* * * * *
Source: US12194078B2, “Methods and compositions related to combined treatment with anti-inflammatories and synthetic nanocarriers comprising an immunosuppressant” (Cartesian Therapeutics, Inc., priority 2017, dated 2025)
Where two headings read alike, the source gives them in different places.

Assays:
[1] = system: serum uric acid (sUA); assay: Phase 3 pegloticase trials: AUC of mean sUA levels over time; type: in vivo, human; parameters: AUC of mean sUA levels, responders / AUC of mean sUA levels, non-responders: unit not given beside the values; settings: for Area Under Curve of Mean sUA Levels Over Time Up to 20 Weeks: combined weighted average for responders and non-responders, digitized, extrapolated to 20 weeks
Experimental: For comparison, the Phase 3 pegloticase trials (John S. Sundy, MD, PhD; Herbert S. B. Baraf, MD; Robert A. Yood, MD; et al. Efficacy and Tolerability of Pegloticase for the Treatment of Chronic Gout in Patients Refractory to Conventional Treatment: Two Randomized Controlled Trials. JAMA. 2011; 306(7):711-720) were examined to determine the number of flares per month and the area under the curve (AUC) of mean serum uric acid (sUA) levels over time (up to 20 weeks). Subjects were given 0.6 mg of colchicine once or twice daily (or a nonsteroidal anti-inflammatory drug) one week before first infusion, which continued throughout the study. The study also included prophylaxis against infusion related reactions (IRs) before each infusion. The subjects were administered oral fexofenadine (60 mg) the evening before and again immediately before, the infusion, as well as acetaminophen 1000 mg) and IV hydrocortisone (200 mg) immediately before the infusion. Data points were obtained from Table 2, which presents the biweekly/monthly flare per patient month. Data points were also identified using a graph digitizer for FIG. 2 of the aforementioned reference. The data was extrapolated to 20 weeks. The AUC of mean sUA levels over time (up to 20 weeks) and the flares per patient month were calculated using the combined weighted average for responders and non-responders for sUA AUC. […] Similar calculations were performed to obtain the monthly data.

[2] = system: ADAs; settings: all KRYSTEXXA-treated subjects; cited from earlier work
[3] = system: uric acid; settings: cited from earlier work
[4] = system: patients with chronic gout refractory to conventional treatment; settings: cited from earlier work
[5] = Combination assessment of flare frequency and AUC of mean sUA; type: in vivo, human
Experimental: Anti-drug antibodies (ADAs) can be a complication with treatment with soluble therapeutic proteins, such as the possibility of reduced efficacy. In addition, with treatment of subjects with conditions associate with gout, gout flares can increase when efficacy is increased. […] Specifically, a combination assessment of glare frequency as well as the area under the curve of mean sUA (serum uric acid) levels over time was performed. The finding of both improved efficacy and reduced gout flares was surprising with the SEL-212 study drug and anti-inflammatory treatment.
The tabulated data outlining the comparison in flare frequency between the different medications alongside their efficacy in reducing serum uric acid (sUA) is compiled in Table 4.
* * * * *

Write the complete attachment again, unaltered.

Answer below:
Source: US12194078B2, “Methods and compositions related to combined treatment with anti-inflammatories and synthetic nanocarriers comprising an immunosuppressant” (Cartesian Therapeutics, Inc., priority 2017, dated 2025)
Where two headings read alike, the source gives them in different places.

Assays:
[1] = system: serum uric acid (sUA); assay: Phase 3 pegloticase trials: AUC of mean sUA levels over time; type: in vivo, human; parameters: AUC of mean sUA levels, responders / AUC of mean sUA levels, non-responders: unit not given beside the values; settings: for Area Under Curve of Mean sUA Levels Over Time Up to 20 Weeks: combined weighted average for responders and non-responders, digitized, extrapolated to 20 weeks
Experimental: For comparison, the Phase 3 pegloticase trials (John S. Sundy, MD, PhD; Herbert S. B. Baraf, MD; Robert A. Yood, MD; et al. Efficacy and Tolerability of Pegloticase for the Treatment of Chronic Gout in Patients Refractory to Conventional Treatment: Two Randomized Controlled Trials. JAMA. 2011; 306(7):711-720) were examined to determine the number of flares per month and the area under the curve (AUC) of mean serum uric acid (sUA) levels over time (up to 20 weeks). Subjects were given 0.6 mg of colchicine once or twice daily (or a nonsteroidal anti-inflammatory drug) one week before first infusion, which continued throughout the study. The study also included prophylaxis against infusion related reactions (IRs) before each infusion. The subjects were administered oral fexofenadine (60 mg) the evening before and again immediately before, the infusion, as well as acetaminophen 1000 mg) and IV hydrocortisone (200 mg) immediately before the infusion. Data points were obtained from Table 2, which presents the biweekly/monthly flare per patient month. Data points were also identified using a graph digitizer for FIG. 2 of the aforementioned reference. The data was extrapolated to 20 weeks. The AUC of mean sUA levels over time (up to 20 weeks) and the flares per patient month were calculated using the combined weighted average for responders and non-responders for sUA AUC. […] Similar calculations were performed to obtain the monthly data.

[2] = system: ADAs; settings: all KRYSTEXXA-treated subjects; cited from earlier work
[3] = system: uric acid; settings: cited from earlier work
[4] = system: patients with chronic gout refractory to conventional treatment; settings: cited from earlier work
[5] = Combination assessment of flare frequency and AUC of mean sUA; type: in vivo, human
Experimental: Anti-drug antibodies (ADAs) can be a complication with treatment with soluble therapeutic proteins, such as the possibility of reduced efficacy. In addition, with treatment of subjects with conditions associate with gout, gout flares can increase when efficacy is increased. […] Specifically, a combination assessment of glare frequency as well as the area under the curve of mean sUA (serum uric acid) levels over time was performed. The finding of both improved efficacy and reduced gout flares was surprising with the SEL-212 study drug and anti-inflammatory treatment.
The tabulated data outlining the comparison in flare frequency between the different medications alongside their efficacy in reducing serum uric acid (sUA) is compiled in Table 4.